Accessible both by car and on foot, Cala Agulla features some of the cleanest, most pristine sand on Mallorca, and snorkelers can see some classic Mallorcan marine life just a short distance from the shore.

You can also rent kayaks and paddleboards on the beach, and nearby amenities include kiosks and bars. The surrounding pine forests are also a popular place to go for a walk.

Additional information

  • Overall score: 9.8/10
  • Accessibility: 5/5
  • Senior friendly: Yes
  • Child friendly: Yes
  • Lifeguard: Yes
  • Parking: Within 300 meters
  • Facilities: Toilets, sun loungers, umbrellas
  • Restaurants: Yes 
  • Occupancy: Very busy during peak season 
  • Sports: Water sports rental

📍 See Cala Agulla on Google Maps

7. Cala d’Or

Majorca Cala Dor beach in Santanyi at Balearic Islands of Spain
Majorca Cala Dor beach in Santanyi at Balearic Islands of Spain

Located on the southeastern coast of Mallorca, Cala d’Or is a resort town home to some fantastic snorkeling beaches. The charming inlet of Cala Gran is perhaps the most popular, though I’d recommend heading to Cala Esmeralda instead; thanks to the surrounding cliffs, the water is remarkably calm, creating near-perfect conditions for snorkeling. 

Cala d’Or’s beaches are all fairly easy to access, thanks to how built-up the town itself is. By the same token, they can get pretty busy in the summer – this is another area where I’d strongly suggest snorkeling outside peak hours. Nevertheless, Cala d’Or is a perfect spot for observing the many fish species that call Mallorca home, so it’s worth visiting. 

Additional information

  • Overall score: 7/10
  • Accessibility: 4/5
  • Lifeguard: No
  • Parking: Within 100 meters 
  • Facilities: Sun loungers, umbrellas 
  • Restaurants: No
  • Occupancy: Busy during peak season 
  • Sports: None

📍 See Cala d’Or on Google Maps

8. Palmanova Beach

Majorca Platja Palmanova beach in Calvia Mallorca at Balearic islands of Spain
Majorca Platja Palmanova Portonovo beach in Calvia Mallorca at Balearic islands of Spain

Believe it or not, gorgeous Palmanova Beach is just a short walk from Magaluf, Mallorca’s party capital. It’s also one of the larger beaches on the island, so it doesn’t typically get too crowded.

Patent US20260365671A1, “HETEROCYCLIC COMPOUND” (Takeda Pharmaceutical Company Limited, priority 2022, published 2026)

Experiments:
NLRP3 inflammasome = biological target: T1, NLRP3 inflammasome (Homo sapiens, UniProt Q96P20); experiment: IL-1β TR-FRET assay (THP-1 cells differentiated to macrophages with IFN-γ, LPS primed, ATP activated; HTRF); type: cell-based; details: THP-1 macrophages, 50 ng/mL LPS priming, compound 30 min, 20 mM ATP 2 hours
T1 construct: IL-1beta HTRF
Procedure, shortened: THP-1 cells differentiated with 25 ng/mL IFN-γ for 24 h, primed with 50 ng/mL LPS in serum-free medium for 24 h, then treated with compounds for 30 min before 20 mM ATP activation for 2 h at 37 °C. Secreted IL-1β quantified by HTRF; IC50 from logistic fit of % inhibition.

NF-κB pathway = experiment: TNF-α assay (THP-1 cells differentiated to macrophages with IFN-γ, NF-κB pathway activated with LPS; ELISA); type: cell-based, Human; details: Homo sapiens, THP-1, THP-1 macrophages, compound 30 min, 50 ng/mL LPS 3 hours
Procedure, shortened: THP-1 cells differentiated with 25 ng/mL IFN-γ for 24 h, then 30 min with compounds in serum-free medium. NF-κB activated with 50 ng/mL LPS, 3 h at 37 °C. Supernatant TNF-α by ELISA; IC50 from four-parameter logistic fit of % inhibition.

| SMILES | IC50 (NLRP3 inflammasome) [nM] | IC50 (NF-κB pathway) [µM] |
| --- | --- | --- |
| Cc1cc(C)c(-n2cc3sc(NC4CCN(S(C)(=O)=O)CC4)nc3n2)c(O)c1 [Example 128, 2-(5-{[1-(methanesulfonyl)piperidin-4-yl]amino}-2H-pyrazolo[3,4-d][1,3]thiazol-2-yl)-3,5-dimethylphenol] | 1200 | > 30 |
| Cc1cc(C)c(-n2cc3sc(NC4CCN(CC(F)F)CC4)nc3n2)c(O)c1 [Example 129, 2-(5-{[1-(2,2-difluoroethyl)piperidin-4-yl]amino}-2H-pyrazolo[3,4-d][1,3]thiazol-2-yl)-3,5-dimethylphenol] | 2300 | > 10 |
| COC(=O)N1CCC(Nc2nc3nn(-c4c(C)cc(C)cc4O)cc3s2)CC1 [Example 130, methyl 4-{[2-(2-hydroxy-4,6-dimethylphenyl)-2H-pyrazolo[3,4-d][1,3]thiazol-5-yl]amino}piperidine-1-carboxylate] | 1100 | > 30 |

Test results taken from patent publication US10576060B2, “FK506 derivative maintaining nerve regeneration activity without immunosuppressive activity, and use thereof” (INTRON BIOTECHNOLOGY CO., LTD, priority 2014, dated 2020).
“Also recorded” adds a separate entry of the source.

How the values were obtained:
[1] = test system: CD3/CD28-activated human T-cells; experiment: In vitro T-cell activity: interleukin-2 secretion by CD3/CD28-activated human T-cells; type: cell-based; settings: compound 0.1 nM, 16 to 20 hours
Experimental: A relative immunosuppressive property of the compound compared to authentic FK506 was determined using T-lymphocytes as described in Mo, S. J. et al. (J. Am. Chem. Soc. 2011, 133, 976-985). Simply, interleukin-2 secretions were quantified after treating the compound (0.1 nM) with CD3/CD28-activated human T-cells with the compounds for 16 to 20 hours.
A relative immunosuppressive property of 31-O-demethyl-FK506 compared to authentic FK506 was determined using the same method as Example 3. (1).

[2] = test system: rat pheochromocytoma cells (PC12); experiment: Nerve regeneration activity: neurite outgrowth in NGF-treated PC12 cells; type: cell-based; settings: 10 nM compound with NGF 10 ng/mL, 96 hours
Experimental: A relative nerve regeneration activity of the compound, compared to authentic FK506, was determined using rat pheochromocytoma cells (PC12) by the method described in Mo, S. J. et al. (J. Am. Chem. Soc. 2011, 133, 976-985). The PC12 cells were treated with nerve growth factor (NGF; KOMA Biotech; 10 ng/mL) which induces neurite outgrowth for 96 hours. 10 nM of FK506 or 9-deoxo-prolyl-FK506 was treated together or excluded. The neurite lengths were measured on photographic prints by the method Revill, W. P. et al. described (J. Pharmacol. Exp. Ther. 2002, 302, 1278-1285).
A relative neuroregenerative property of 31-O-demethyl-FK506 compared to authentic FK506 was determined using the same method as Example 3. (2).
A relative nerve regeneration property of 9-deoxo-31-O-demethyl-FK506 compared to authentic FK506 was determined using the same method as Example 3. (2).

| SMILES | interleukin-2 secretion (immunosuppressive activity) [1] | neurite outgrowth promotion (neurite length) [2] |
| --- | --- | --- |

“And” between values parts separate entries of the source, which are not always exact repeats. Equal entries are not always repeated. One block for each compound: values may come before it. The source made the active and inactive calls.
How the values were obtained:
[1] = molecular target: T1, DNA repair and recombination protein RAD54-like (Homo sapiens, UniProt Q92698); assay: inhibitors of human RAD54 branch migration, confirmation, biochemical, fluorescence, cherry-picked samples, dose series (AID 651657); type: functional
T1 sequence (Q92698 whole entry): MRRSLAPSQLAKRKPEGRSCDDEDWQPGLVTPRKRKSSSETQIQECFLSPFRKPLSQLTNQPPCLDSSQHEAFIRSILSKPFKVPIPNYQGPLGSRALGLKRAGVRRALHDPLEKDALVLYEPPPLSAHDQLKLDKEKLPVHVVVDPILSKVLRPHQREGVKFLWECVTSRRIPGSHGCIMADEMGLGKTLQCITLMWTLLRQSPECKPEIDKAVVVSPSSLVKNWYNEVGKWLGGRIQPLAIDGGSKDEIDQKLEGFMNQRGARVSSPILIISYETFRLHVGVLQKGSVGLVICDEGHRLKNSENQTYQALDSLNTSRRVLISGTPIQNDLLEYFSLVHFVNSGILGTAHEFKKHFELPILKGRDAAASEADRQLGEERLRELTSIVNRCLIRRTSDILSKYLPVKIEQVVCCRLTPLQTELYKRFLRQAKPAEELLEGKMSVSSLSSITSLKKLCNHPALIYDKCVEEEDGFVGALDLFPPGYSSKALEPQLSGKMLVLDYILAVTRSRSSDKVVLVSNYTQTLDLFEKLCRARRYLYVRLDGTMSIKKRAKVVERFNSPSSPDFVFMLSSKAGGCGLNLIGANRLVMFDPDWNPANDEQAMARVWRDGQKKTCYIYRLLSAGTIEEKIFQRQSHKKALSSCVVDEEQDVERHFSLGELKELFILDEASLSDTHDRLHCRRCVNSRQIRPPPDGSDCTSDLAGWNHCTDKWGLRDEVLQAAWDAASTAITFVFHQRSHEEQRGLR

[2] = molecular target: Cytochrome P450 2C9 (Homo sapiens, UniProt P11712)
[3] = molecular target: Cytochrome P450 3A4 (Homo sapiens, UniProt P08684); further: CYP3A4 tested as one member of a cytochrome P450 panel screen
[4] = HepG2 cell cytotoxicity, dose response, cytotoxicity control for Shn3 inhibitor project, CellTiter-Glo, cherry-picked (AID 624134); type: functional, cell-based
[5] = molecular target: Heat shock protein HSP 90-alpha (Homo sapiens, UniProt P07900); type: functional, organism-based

Palmanova is also one of my favorite snorkeling beaches in Mallorca, thanks to the incredible coral you can see almost as soon as you hit the water. Thanks to its proximity to Magaluf, local amenities and facilities are also good.

Additional information

  • Overall score: 8.5/10
  • Accessibility: 5/5
  • Senior friendly: Yes 
  • Child friendly: Yes 
  • Lifeguard: Yes 
  • Parking: Within 300 meters 
  • Facilities: Sun loungers, umbrellas, toilets, showers
  • Restaurants: Yes 
  • Occupancy: Busy during peak season 
  • Sports: Water sports rentals

📍 See Palmanova Beach on Google Maps

9. Sa Calobra

Sa Calobra beach in Mallorca Balearic island from Spain
Sa Calobra beach in Mallorca Balearic island from Spain

Located in the Escorca region, the beach of Sa Calobra is tucked away on the northwestern coast of Mallorca. The closest settlement is a village bearing the same name, Sa Calobra, and the beach itself is noteworthy thanks to the stunning mountain vistas and rocky outcrops that flank it.

Many also regard it as one of Mallorca’s most pristine snorkeling spots; some incredible coral formations are found here. However, it’s also one of the island’s most remote and isolated beaches, and conditions at Sa Calobra are often less than ideal.

Sa Calobra can be accessed via boat or on foot (and be warned, it’s quite a trek!). Local amenities and facilities are minimal.

Additional information

  • Overall score: 7/10
  • Accessibility: 4/5
  • Lifeguard: No 
  • Parking: Within 300 meters 
  • Facilities: None 
  • Restaurants: No
  • Occupancy: Not crowded during peak season 
  • Sports: None

📍 See Sa Calobra on Google Maps

10. Cala Pi

Cala Pi bay at Mallorca, Spain
Cala Pi Bay at Mallorca, Spain

Surrounded by stunning pine forests, the beach of Cala Pi is serene and is found on Mallorca’s southern coast. It’s fairly close to Vallgornera and can be accessed by car or on foot. Diverse amenities and facilities are available here, and lifeguards are typically stationed on the beach during the summer months.